China, the U.S. and India are the top three of 10 countries that account for more than 85 percent of global carbon emissions from coal-fired plants, the International Energy Agency reports.
Coal-fired power plants account for more than 8.5 gigatonnes of carbon dioxide emissions a year, which represents around one-quarter of the world’s carbon emissions, the IEA report states.
Despite climate change concerns, coal-fired power generation is growing, and over the last five years, 350 gigawatts of capacity was added; that number is expected to hit 1,000 gigawatts by 2035.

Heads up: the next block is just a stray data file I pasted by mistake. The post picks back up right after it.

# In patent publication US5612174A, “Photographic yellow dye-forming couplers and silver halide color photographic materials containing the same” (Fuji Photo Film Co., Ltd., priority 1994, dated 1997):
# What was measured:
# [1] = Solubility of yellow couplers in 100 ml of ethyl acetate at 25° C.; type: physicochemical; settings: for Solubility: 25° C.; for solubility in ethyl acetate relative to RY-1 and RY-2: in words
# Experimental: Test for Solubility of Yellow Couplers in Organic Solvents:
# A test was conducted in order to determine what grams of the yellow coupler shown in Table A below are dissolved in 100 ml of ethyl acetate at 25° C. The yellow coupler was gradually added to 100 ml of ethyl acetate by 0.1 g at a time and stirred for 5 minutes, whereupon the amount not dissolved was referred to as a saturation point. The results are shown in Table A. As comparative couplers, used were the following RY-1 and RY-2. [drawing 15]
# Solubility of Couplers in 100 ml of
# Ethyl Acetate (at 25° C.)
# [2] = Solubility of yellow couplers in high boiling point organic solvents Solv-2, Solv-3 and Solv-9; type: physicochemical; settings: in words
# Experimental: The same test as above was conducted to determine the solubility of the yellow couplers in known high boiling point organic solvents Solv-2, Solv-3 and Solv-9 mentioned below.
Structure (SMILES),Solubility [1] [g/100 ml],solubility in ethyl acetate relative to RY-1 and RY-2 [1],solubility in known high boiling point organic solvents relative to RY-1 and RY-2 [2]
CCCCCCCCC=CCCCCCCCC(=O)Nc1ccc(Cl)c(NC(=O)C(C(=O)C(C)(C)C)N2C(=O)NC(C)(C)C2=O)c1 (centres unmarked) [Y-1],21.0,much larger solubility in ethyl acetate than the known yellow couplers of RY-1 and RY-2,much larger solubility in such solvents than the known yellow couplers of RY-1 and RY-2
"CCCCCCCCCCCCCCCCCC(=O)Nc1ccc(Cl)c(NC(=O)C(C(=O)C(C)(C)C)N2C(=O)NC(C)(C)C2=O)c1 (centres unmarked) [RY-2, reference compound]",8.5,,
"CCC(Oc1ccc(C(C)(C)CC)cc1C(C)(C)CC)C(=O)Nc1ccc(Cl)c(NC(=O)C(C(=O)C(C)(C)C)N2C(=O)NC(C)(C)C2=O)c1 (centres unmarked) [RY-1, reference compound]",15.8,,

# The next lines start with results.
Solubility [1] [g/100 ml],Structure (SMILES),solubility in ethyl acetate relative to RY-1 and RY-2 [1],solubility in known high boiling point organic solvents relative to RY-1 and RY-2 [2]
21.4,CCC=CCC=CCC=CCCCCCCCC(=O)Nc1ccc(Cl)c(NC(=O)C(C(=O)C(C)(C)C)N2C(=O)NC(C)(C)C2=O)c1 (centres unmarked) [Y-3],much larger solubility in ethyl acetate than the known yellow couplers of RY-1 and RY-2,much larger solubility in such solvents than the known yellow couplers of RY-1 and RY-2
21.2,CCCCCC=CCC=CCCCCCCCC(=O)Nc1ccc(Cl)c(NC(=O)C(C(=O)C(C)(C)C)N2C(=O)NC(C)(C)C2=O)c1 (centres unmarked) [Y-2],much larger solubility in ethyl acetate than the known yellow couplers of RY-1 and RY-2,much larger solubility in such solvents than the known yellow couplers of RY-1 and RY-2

China has the largest set of coal-fired power plants installed as well as the youngest. Recently China’s State Council and China’s Cabinet announced plans to cut coal-based emissions by 65 percent by 2017. The poor air quality along with political pressure put on by the middle class pushed the Chinese government to stop several coal-fired plants.
The other seven countries in the top 10 are Germany, Russia, Japan, South Africa, Australia, Korea and Poland.
David is a New York native and holds a MS from Northwestern University's Medill School of Journalism. He received his BA in government diplomacy, majoring in...